Selective regulations While it is extremely positive for the Hastings area to receive an economic boost from the recent [Under the Southern Skies]music event on Hastings foreshore, one question which needs to be pointed out is how did the organisers manage to close local roads without any public notification? As a member of the volunteer team who ran and managed the Western Port Festival last year, our committee of management received criticism from VicRoads and Mornington Peninsula Shire, despite spending thousands of dollars on variable message sign boards, hand delivering 1750 notices to letterboxes, and other activities to notify the general public of road closures. If both VicRoads and the shire can find the inclination to critique a local not-for-profit volunteer group which spends significant time planning to make sure it meets specific legislative requirements, then surely they should be doing the same for a private company that runs events to make money.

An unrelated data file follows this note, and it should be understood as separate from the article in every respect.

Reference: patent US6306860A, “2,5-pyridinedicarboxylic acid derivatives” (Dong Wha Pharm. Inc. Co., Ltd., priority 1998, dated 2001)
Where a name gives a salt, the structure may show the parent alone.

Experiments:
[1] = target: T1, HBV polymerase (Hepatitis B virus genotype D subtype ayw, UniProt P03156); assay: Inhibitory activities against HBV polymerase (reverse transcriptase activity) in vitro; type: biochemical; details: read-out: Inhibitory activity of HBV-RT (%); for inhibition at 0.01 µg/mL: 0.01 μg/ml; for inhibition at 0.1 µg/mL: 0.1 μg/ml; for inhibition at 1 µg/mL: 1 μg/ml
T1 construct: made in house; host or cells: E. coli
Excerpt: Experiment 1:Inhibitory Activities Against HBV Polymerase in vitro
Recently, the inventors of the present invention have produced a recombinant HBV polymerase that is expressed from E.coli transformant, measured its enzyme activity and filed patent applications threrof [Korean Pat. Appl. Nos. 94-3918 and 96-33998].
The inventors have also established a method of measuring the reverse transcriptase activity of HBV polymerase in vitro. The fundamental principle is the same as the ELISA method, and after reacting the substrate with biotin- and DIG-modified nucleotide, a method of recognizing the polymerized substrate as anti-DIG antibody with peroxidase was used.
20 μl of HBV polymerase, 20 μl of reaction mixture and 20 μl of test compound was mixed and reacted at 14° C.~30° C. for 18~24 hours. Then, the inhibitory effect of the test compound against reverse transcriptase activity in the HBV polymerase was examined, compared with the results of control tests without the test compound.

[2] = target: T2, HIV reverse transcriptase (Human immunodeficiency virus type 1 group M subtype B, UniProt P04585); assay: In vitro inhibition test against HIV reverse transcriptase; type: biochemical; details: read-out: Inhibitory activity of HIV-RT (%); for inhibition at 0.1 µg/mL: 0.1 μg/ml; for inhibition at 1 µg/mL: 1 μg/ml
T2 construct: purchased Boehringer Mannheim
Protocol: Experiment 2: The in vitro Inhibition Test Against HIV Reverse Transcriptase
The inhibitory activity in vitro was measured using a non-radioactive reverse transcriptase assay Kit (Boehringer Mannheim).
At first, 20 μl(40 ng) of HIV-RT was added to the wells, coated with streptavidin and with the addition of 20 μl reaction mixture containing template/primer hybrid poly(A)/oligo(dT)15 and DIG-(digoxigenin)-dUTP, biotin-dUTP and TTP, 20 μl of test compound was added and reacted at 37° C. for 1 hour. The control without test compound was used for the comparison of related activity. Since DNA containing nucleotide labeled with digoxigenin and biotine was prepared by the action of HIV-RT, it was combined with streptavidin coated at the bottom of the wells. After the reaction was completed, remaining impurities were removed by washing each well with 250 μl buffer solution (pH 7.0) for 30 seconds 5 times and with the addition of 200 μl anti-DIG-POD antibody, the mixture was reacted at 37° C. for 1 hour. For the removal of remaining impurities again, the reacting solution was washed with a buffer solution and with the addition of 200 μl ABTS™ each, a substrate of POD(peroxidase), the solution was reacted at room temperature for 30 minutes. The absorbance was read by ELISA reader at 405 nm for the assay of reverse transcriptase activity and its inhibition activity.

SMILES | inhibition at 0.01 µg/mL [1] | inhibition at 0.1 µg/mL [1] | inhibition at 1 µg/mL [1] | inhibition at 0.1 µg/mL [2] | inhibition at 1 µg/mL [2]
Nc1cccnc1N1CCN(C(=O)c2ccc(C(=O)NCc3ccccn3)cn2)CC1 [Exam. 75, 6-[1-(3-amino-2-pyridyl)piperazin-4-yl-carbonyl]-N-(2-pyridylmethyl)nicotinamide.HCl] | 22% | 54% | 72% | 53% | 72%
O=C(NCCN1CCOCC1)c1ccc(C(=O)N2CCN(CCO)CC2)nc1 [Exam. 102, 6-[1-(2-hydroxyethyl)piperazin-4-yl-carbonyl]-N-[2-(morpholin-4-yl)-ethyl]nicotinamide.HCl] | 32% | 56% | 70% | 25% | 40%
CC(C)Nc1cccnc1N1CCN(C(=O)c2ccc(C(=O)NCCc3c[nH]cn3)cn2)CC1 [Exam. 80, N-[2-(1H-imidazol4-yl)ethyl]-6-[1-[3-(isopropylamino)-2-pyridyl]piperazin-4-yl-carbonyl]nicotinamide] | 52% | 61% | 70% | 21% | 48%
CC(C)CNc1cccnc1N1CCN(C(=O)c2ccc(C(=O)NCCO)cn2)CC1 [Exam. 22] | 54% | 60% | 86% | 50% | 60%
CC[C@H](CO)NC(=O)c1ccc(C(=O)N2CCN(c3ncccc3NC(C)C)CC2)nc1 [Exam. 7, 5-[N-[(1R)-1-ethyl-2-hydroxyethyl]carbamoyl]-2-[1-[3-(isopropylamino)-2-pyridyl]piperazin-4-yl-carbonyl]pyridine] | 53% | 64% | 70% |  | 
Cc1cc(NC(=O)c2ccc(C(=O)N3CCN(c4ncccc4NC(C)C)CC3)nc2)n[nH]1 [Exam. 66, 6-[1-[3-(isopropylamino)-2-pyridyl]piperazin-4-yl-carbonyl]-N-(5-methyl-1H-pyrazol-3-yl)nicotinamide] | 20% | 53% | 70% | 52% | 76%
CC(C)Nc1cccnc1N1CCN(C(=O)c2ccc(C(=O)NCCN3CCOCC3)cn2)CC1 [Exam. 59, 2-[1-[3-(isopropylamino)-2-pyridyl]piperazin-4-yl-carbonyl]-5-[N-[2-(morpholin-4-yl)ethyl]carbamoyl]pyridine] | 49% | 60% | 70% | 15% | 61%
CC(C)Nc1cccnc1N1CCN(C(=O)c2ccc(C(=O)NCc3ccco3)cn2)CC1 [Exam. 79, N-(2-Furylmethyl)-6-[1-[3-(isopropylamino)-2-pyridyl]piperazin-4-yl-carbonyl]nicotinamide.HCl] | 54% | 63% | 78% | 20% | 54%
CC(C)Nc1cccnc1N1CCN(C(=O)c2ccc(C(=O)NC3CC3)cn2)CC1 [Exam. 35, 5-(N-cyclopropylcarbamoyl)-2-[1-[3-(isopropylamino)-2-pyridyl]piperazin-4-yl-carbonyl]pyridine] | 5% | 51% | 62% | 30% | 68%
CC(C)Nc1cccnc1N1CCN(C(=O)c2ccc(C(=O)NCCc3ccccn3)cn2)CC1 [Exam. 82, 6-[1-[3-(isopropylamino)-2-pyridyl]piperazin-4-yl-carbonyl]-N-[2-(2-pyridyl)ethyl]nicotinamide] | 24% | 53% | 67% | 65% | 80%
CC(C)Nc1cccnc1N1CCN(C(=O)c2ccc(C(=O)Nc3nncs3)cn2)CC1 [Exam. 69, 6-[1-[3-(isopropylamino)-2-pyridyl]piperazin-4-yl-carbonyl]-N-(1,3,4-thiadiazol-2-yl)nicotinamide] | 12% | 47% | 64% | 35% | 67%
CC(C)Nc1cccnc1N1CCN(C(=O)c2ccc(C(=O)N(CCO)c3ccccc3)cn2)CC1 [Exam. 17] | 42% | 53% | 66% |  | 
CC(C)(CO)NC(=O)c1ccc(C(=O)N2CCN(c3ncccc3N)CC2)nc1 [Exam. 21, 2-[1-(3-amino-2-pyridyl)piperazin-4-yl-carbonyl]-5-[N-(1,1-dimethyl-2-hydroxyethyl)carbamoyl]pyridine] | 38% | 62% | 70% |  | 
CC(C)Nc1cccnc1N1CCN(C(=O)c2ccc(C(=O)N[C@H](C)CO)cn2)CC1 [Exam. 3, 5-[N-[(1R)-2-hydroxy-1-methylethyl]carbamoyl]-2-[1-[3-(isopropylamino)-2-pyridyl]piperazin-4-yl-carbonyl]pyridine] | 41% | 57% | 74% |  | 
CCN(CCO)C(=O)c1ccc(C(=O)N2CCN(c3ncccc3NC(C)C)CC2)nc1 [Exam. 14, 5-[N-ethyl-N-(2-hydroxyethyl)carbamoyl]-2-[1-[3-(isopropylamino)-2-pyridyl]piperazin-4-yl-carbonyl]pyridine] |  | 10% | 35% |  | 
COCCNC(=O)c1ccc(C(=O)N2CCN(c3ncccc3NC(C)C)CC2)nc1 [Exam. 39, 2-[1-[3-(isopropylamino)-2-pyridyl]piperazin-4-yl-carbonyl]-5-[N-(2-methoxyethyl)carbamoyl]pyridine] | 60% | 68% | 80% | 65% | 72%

It would be a shame if VicRoads and the shire were to turn a blind eye to the activities (or in this case, lack of activity) of a private company running an event, while on the other side of the coin, attacking and creating financial burdens for a community group which runs the largest free entry, multi-day event on the peninsula. Will VicRoads and the shire hold the organisers of Under the Southern Skies to any form of accountability by asking why the public was not notified of road closures, or will they only decide to uphold rules and regulations for easy targets such as volunteers and community groups? Chris Fisher, Hastings